Finally, I went to Configuration > General and checked “Launch at startup”.
Note: My old favorite was Shutter. I haven’t installed it and gone back to it yet.
My favorite browser so far has been Google Chrome. I could make arguments for other browsers, but Chrome has been my favorite for a while. I downloaded the browser package from Google’s Website and installed it by double clicking on it in the Downloads folder (opened in the Software Center).
Don’t forget, I also restored my profile in ~/.config/google-chrome to keep all of my bookmarks and such. After that, I just had to sign in to my Google account at the upper right corner of the browser because it said the sync was paused. I had to sign in to all of the websites because it lost the session, but that was no big deal. I was back in business where I left off.
I also went to System Settings > Default Applications and set the default for Web to Chrome.
On past installations, I have used KeePass2. Since getting into Flutter, I found AuthPass, which is a KeePass implementation in Flutter. So, I’m jumping ship and going for it. Their blog post documents an Apt repo, but that didn’t work. Here’s what I tried:
sudo add-apt-repository ppa:codeux.design/authpass sudo apt-get install authpass
Here’s the error you get when you try to update:
E: The repository 'http://ppa.launchpad.net/codeux.design/authpass/ubuntu hirsute Release' does not have a Release file. N: Updating from such a repository can't be done securely, and is therefore disabled by default.
Instead, I found a snap that I could install:
sudo snap install authpass
Dropbox is the easiest cloud to get working. I don’t use it as much, but it’s nice to have. I just downloaded it from the website. I installed it and the dependency with:
sudo apt install python3-gpg sudo apt install ~/Downloads/dropbox_2020.03.04_amd64.deb
After installing, it popped open a prompt to start Dropbox. That places the indicator icon by the clock. It also downloaded the “proprietary” binary required to make it work. It also opened a browser window to do the log in. I had trouble making that work until I signed into the website first and then connected the desktop client.
OneDrive itself doesn’t have a sync client. So, I have been using InSync. I just downloaded that from their website. Then, I installed with:
sudo apt install ~/Downloads/insync_126.96.36.199983-focal_amd64.deb
Like Dropbox, a short while after installing, it prompts to start InSync:
It starts by asking which account type you want to sync. When I picked Microsoft OneDrive, it opened the browser to a sign in page.
After signing in, this window took me through a few steps. I accepted the defaults until I got to the folders to sync. Then, I picked my folder for KeePass and for Joplin.
I use VMWare Horizon for connections. I downloaded it from the website and installed with these commands:
cd ~/Downloads/ sudo chmod +x VMware-Horizon-Client-2103-8.2.0-17742757.x64.bundle sudo apt install python sudo ./VMware-Horizon-Client-2103-8.2.0-17742757.x64.bundle
I accepted the default for all of the questions after accepting the agreements. I had no problems with the install.
Teams is another key software needed for work. It allows me to chat and screenshare with others. I downloaded the official client from the website. I downloaded the deb file for the desktop client.
sudo apt install ~/Downloads/teams_1.4.00.13653_amd64.deb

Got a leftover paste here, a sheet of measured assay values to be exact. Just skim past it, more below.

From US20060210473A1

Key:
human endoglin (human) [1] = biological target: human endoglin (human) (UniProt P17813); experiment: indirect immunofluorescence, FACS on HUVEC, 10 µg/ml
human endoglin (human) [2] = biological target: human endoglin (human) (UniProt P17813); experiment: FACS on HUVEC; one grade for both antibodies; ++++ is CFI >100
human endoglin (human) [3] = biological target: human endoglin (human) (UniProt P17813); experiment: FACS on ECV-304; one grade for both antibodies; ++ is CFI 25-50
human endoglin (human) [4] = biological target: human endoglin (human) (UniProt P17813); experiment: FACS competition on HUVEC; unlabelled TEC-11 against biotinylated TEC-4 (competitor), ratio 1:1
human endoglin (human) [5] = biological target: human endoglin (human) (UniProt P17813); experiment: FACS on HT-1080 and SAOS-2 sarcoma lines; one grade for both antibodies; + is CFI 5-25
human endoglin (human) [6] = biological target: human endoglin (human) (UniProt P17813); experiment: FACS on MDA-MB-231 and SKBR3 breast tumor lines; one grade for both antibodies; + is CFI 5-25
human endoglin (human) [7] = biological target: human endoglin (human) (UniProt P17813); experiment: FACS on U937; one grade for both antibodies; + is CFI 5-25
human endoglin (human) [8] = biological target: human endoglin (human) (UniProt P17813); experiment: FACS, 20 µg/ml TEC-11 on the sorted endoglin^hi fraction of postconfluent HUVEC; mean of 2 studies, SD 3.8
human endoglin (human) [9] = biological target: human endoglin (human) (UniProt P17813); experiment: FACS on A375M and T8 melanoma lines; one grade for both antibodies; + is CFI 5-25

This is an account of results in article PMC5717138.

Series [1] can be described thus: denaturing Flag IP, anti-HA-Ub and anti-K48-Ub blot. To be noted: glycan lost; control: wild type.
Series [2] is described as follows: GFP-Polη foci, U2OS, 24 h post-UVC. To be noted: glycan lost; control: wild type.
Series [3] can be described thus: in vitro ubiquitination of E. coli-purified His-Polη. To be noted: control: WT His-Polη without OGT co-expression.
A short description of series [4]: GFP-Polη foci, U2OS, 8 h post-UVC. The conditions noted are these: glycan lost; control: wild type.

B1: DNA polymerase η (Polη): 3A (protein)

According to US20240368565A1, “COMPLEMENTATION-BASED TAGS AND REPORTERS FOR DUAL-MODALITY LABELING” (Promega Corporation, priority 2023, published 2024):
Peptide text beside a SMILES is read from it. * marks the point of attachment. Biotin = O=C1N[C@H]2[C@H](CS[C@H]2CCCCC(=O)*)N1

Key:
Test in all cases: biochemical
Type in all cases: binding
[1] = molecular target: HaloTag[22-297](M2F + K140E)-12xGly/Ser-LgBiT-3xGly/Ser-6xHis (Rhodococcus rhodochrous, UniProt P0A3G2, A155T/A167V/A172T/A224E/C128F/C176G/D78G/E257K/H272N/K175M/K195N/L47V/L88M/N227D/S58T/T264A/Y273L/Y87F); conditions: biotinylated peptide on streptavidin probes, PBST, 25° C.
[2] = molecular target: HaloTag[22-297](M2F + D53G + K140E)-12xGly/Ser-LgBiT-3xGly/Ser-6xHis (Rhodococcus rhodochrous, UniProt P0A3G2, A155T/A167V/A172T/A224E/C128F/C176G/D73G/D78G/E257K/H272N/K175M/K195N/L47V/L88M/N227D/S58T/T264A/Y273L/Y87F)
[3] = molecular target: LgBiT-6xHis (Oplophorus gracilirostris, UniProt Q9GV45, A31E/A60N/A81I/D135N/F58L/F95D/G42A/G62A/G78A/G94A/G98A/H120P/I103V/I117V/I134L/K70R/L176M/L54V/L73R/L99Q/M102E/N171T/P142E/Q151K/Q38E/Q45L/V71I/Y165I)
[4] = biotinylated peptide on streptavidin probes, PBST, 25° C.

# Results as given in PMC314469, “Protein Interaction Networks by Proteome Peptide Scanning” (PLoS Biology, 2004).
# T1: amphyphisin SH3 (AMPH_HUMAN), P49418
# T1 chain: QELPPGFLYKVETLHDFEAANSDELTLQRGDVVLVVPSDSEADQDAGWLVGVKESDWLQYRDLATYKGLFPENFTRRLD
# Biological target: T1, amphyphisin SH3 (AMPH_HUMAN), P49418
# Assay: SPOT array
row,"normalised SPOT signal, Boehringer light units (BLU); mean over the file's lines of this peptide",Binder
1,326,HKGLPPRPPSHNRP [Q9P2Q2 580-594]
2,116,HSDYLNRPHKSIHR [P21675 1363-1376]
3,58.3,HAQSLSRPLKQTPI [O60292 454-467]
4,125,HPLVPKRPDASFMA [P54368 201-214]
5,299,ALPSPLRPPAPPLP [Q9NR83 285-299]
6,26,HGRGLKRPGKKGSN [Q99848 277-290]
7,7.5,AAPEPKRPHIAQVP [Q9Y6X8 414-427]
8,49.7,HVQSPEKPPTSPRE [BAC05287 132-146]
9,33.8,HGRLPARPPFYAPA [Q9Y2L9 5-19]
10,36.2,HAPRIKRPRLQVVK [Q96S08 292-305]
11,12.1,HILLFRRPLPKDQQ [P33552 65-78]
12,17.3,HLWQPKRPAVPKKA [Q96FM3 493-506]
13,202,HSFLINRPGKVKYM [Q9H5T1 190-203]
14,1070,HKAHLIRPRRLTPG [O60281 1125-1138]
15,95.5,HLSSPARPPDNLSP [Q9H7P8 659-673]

I have an Nvida card, so I wanted to install the driver. Last Ubuntu version automatically installed the drvier. This time, I had to do it myself. I opened the Additional Drivers app an selected the 465 driver:
After trying the 465 and 470 drivers for a while, I found it was locking up a lot. Chrome and Teams would crash everytime I would open the laptop lid up. I guess restoring after a suspend caused memory issues. Worse, it would lock up everytime I would disconnect from my D6000 dock. So, I tried the 450 driver I had on the previous version of Ubuntu.
I haven’t done some good testing to confirm, but I think Power Top has doubled my battery life. I installed with:
sudo apt-get install tlp powertop sudo tlp start sudo tlp-stat -s
Just because it’s fun to see as the years go by, here’s the stats:
--- TLP 1.3.1 -------------------------------------------- +++ System Info System = Dell Inc. XPS 15 7590 BIOS = 1.10.0 Release = Ubuntu 21.04 Kernel = 5.11.0-22-generic #23-Ubuntu SMP Thu Jun 17 00:34:23 UTC 2021 x86_64 /proc/cmdline = BOOT_IMAGE=/vmlinuz-5.11.0-22-generic root=/dev/mapper/vgubuntu-root ro quiet splash vt.handoff=7 Init system = systemd v247 (247.3-3ubuntu3.1) Boot mode = UEFI +++ TLP Status State = enabled RDW state = enabled Last run = 11:30:47 PM, 10 sec(s) ago Mode = AC Power source = AC
To be prepared for any VPN requirement, I install all the VPNs:
sudo apt install vpnc \ network-manager-vpnc \ network-manager-openconnect \ network-manager-openconnect-gnome \ openconnect \ network-manager-iodine \ network-manager-openvpn \ network-manager-strongswan \ network-manager-openvpn-gnome \ network-manager-iodine-gnome \ network-manager-vpnc-gnome
LIbreOffice comes pre-installed. But, to keep it up to date, I added the official repository:
sudo add-apt-repository ppa:libreoffice/ppa
For Bible study software, I use Xiphos. Remember up in the backup section, I restored the .sword directory for the Bible text and commentaries.
sudo apt install xiphos
I’ve been using Zotero off and on for a while now. It’s hard to figure out the best way to install in a way that keeps it automatically updated. I finally found a place that claims to update the repository within 24 hours of updates. So, I’ll use that.
wget -qO- https://github.com/retorquere/zotero-deb/releases/download/apt-get/install.sh | sudo bash sudo apt update sudo apt install zotero
Restoring the data directory was a big challenging because I had use the snap before. I had to move the data from ~/snap/zotero-snap/common/Zotero to ~/Zotero
I’ve been using Joplin as my notes application. I installed it from the software center, but I noticed it was a snap app:
snap install joplin-desktop
After installing, I went to Tools > Options > Synchronization, and I changed the target to OneDrive. After that, I exited back out to the main app and clicked the Synchronize button. That took me through the login process.
The cups-browsed service is very annoying because it adds printers that don’t get removed. So, a laptop that travels around a bit just collects printers that never get removed.